Isaac entered behind her. “Right. Now. Tie him up!”
“You really wanted to say that, didn’t you,” Alberta muttered behind him.
Isaac looked over. “It is the first step to a successful exorcism. A veritable precaution. Not that I’m not looking forward to seeing Jay tied up.” His eyebrows jumped. “For protective reasons.”
“Right. Captain,” Sas said. He stopped by the nightstand. “Nothing to do with the rope. I’m sure we’re all recording this for academic purposes.”
Sam set the laptop on the dresser. Jay sat on the bed. He swung his feet. Clapped his hands together. “Right! Let’s just tie me up and get this occult ritual started, shall we? Not like my mom and cousin aren’t going to be pulling in our driveway in 15 minutes.”
“Oh, yes. Right.” Sam agreed.
Jay stopped. “Jute?! Jute!?! You got us jute rope?!?”
“What’s wrong with Jute rope? The guy at the store said it was easy to knot.”
“Sam!” Jay’s mouth fell open, “If I am going to be tied down and exorcised, I am not doing it in inferior rope!” He pointed at the ground. “Why not go with cotton, then! Come on Jay! We’re going back to the store!” He nodded. “Isaac! P-lease tell Sam that I don’t deserve to be tied down with in-ferior rope!”
Isaac shrugged. “Jay does not—”
“—And he’s probably talking about Jay now? Isn’t he?! Just never mind good old Pete! Your buddy! Your friend! I’m in the Friend Zone! I’m al-righty and great! Just great! Just ask your old buddy Pete to help out! What color do you want the walls, Pete?! I don’t know—! He’s colorblind! Do you want to eat or drink when you haven’t had the chance the past 30 years? Oh, no your buddy Pete’s fine! Just fine! I still have an arrow in my neck and I can feel Jay breathe around it and all I wanted was to be special for once.” He smothered his face in his hands. “I just wanted to be able to guide Pinecone Troopers again! To have someone to look up to me. I might not be the oldest or the newest or the coolest or have a really-easy special power that you can just walk through, but I loved my life. I enjoyed being able to be there for everyone.
“At the end of the day, isn’t that what we all want? For everyone to work together? To be part of something bigger—or,” he shrugged, “in this case, someone?
“I want to be able to see my friends. I want to go to Summer Camp again. And do you know the only person who’s stuck with me through this? A-and I realized what it’s like to be important again. To be seen—even though he can’t really see me ‘cause I’m kinda in his head—hahah.” Jay took a breath. “Which is to say, I’m taking a buddy and we’re going on a field trip. And we don’t care who says funny things or if we get mocked in the family group chat forever. Because adventurers support each other. And I might have to leave Jay before sunset tonight—because that seems kinda reasonable when it comes to a possession deadline—no pun intended—but I’m going to live while doing it.” He nodded.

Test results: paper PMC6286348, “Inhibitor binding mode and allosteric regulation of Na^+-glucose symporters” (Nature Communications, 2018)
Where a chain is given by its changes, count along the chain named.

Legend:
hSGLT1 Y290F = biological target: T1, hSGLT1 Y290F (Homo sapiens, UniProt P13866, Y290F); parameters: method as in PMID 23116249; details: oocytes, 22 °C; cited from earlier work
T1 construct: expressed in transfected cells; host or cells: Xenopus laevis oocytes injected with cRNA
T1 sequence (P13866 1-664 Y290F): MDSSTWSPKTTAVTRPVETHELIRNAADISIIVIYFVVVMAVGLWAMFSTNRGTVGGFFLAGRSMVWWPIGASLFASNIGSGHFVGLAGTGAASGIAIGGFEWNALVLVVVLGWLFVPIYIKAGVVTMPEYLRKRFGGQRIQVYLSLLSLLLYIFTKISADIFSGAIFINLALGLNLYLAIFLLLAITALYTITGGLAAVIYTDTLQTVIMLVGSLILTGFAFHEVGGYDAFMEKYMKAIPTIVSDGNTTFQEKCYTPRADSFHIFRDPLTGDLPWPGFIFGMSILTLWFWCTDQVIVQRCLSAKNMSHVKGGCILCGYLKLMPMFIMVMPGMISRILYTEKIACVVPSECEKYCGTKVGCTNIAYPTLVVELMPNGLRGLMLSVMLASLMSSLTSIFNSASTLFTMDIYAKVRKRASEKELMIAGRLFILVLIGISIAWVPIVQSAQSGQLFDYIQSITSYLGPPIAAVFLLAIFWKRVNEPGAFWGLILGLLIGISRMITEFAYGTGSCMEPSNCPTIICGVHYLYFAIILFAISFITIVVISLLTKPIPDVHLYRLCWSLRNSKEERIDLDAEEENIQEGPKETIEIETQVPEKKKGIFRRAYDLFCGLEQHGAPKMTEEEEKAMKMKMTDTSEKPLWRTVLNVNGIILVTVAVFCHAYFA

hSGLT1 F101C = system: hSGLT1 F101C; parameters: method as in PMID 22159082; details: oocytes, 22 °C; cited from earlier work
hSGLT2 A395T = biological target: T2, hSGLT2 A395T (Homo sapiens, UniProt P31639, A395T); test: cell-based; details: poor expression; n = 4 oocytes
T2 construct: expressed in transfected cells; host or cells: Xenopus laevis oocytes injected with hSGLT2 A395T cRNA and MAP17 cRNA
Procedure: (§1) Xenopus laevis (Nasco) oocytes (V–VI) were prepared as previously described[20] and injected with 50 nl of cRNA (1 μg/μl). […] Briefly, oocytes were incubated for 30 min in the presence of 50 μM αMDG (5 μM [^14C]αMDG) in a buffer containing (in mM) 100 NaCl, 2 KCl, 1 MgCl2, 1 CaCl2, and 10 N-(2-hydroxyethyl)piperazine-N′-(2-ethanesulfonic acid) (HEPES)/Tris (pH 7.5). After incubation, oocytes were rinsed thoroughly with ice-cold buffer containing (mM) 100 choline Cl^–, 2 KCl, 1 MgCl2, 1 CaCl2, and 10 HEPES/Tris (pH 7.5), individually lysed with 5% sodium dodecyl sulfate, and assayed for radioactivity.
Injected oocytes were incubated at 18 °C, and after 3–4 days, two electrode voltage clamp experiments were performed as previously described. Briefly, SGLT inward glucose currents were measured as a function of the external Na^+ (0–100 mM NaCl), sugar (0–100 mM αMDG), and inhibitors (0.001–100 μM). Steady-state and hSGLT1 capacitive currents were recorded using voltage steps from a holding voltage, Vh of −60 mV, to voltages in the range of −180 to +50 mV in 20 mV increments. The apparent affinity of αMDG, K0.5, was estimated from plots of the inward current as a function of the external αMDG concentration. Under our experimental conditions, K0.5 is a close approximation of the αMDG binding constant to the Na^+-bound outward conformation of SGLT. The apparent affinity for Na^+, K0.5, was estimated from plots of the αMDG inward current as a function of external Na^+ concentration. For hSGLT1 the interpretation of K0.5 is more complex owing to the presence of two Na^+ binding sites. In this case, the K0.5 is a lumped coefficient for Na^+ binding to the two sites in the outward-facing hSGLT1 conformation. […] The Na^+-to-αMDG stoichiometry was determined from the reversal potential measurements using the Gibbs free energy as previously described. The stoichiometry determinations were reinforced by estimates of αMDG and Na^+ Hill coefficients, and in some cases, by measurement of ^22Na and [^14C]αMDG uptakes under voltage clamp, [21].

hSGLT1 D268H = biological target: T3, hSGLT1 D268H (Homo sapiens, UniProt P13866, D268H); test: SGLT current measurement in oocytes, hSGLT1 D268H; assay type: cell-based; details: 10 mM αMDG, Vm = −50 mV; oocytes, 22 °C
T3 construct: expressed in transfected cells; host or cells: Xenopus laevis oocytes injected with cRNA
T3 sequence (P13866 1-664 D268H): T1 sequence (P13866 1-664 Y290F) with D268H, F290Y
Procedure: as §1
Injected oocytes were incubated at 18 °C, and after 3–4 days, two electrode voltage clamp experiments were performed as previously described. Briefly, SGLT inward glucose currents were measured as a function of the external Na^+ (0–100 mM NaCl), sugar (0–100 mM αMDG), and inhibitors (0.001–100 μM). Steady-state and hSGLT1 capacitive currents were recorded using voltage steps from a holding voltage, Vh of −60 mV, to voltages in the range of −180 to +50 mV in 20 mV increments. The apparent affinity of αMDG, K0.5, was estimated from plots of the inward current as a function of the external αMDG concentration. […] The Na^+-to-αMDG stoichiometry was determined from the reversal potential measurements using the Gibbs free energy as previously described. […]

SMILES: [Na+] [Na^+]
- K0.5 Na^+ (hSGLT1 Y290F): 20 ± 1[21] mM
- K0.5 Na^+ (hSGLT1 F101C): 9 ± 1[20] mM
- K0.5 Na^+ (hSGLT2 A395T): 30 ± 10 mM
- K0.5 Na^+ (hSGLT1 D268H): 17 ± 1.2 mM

Jay turned back his head and half-smiled. “You heard the man. We’re gonna be going out on an adventure. Just us bros.” He shrugged. Patted his own shoulder. “You can tell mom to help you paint the walls. I already have stew cooking.”
Sam stood in the bedroom. Jay snagged from her hands the inferior jute rope. “Right. Have fun, honey.”
Jay’s finger hit the blue-lit Start button. “So,” he grinned in the rearview mirror. “Where are we going?” His hands reached for the glove compartment. “Do you think the cartographers have updated their maps?” He ruffled through the registration and still-sealed manual. “The closest Home Depot was only built a couple of years ago, wasn’t it? Do you have the new maps? You know, Carol always says you should pick up new maps every five years,” Jay’s shoulders shrugged, “since the roads change. Haha. I like to pick them up every year! Just to be safe! Do you have the new ones?” He sat up and looked into the rearview mirror. “Uh, Pete, buddy. Maybe you should let me drive. Right. Right! With all that construction! I’m sure you can drive to Home Depot in your sleep!
“Remember to buckle up! So ‘We can Be Safe!’ Right. I know.” Click. “Not gonna be violating any federal laws, here. Ooh! They made the laws federal?”
Sam stared at the stripped wallpaper. She looked down to the blue-green bucket.
“That not cardamom mist,” Thor said.
Trevor tilted his head and patted the big guy’s shoulder. “That’s not cream either.”
Sam looked to the plastered ceiling for guidance. “It’s a dinosaur. Oh no. The kids.”
“What about the kids? What kids?”
Sam tossed up her hands. “There were a group of kids who were getting paint for a scout project or something. We must’ve gotten the paints mixed up.”
“Oh. And the children wished to paint dinosaur?” Thor asked.
“The paint. It’s called Something-Rex. The girl leading the troop convinced them it was dinosaur-colored.”
“Well, do you have any extra Canary Yellow?”
“No. I’m going to have to text Jay.”
Trevor’s brow furled. “Those poor kids. They won’t get to paint with dinosaur.”
“I know.” Thor thumped Trevor on the back. “Trevor. Children so sad.”
“Wow! I love the 21st century! The variety!” Jay smiled at the rope like he was selling it instead of buying. “Nylon, polypropylene! Wow! This one says Zenith!” Jay’s grin expanded to a half-smile. “Seeing some good rope there, man?” He nodded. “Oh yes! This 1/2 in. polypropylene braid has a 80kg safe load rating! Can we drop by the comic book store next? I think I saw 50ȼ in the glovebox.” Jay laughed, “sure man. I mean, hehe, you have me ‘till sundown. No need to spend too much extra time with my family.” His mouth fell open. “Oh. I’m sorry Jay. I didn’t think—let’s just pick this—” He grabbed the candy cane-striped rope. “It’s cool man, it’s cool. Sam can survive for half an hour. You were right. It is kinda fun. I don’t think I’ll ever look at Home Depot the same way ever again. And wait ‘till you see Whatever Happened to the Man of Tomorrow?.” Jay shrugged. “It came out in ’86.”